Is becoming a microbiologist right for me?

The first step to choosing a career is to make sure you are actually willing to commit to pursuing the career. You don’t want to waste your time doing something you don’t want to do. If you’re new here, you should read about:

What do microbiologists do?
Career Satisfaction
Are microbiologists happy with their careers?
What are microbiologists like?

Still unsure if becoming a microbiologist is the right career path? to find out if this career is right for you. Perhaps you are well-suited to become a microbiologist or another similar career!

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How to become a Microbiologist

Microbiologists need a Bachelor’s or Master's Degree in Microbiology, or a closely related field such as biochemistry or cellular biology. Students also gain valuable laboratory experience through internships with prospective employers such as drug manufacturers.

Microbiologists need a doctoral degree to carry out independent research and work in colleges and universities. Graduate students studying microbiology commonly specialize in a subfield, such as bacteriology or virology. Ph.D. programs usually include class work, laboratory research, and completing a thesis or dissertation.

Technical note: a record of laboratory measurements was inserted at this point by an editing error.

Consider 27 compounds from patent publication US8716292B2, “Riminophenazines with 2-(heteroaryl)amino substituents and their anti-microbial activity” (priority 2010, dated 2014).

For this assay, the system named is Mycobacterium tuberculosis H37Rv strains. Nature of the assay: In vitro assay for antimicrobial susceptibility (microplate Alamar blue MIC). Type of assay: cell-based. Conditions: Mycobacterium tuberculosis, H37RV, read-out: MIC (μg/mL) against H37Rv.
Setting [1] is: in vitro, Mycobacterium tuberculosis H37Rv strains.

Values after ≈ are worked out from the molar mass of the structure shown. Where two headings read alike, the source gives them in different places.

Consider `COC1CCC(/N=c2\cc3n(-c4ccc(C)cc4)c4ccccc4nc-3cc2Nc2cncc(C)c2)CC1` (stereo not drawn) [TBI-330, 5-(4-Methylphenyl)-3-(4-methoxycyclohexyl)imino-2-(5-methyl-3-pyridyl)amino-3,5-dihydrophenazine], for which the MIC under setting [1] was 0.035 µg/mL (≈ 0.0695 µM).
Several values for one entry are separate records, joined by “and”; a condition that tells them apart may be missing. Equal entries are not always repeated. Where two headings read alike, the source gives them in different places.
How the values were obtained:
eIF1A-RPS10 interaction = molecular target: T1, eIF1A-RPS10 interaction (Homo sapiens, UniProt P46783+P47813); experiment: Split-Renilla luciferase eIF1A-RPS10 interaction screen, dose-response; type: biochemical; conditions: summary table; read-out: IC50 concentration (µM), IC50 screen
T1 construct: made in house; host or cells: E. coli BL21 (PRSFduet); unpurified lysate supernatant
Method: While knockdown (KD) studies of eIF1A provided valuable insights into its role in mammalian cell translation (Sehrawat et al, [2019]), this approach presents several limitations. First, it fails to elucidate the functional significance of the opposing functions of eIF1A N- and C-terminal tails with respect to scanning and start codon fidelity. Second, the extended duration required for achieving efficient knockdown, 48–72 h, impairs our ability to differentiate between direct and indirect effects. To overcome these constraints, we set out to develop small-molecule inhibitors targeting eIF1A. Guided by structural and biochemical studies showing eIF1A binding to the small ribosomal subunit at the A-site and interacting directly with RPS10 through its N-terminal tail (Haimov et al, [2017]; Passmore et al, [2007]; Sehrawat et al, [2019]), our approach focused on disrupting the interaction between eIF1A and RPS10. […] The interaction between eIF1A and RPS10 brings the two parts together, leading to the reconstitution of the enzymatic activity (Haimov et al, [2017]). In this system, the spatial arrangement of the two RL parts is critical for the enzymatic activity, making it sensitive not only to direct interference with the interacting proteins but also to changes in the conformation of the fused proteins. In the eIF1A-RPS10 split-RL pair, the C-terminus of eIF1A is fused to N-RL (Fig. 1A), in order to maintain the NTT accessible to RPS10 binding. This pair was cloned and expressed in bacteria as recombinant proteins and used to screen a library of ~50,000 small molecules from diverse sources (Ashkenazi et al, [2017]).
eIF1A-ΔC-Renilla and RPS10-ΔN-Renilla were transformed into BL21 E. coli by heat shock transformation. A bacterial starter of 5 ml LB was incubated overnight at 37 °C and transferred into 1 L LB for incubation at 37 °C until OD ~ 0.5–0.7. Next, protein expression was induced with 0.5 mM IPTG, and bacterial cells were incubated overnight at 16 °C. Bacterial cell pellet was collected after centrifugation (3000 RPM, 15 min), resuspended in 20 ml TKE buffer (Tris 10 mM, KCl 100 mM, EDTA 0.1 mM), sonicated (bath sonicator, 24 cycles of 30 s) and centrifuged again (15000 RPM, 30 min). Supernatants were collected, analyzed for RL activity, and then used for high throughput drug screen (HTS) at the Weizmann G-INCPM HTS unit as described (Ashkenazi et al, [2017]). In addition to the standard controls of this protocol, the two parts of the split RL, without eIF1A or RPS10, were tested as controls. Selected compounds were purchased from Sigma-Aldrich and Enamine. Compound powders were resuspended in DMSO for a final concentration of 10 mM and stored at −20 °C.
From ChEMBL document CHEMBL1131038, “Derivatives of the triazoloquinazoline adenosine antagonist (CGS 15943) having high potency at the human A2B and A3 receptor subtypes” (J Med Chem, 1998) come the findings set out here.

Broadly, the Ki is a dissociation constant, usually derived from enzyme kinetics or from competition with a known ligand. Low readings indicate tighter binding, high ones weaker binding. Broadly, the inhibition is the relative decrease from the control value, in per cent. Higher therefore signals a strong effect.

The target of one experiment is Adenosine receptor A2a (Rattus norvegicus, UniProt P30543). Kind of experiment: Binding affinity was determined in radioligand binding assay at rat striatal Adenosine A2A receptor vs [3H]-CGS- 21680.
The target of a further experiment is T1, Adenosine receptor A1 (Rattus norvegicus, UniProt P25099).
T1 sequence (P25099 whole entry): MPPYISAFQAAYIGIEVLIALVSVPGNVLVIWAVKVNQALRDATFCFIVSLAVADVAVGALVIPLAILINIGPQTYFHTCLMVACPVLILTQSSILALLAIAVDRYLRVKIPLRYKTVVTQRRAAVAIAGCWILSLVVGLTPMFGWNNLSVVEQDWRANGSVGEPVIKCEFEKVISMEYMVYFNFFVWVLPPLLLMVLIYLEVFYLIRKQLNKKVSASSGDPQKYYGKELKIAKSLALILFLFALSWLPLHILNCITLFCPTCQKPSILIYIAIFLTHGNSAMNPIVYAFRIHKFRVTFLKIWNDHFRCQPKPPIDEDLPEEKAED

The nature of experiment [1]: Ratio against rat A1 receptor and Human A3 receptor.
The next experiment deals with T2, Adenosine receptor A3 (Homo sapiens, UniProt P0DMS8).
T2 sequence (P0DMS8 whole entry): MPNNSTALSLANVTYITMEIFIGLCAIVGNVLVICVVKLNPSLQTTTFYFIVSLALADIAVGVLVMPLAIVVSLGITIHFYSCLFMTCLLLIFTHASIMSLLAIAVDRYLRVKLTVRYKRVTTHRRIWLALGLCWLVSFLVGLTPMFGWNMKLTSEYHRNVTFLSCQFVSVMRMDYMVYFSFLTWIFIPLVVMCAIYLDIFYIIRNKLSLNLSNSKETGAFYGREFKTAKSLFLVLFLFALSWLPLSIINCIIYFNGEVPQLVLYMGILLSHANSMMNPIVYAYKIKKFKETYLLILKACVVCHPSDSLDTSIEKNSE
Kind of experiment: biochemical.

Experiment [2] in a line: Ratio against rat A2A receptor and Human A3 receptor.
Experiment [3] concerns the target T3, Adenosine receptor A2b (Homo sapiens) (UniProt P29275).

Many microbiology Ph.D. holders begin their careers in a temporary postdoctoral research position, which typically lasts two to three years. During their postdoctoral appointment, they work with experienced scientists as they continue to learn about their specialties or develop a broader understanding of related areas of research. Postdoctoral positions typically offer the opportunity to publish research findings. A solid record of published research is essential to get a permanent position in basic research, especially a permanent faculty position in a college or university.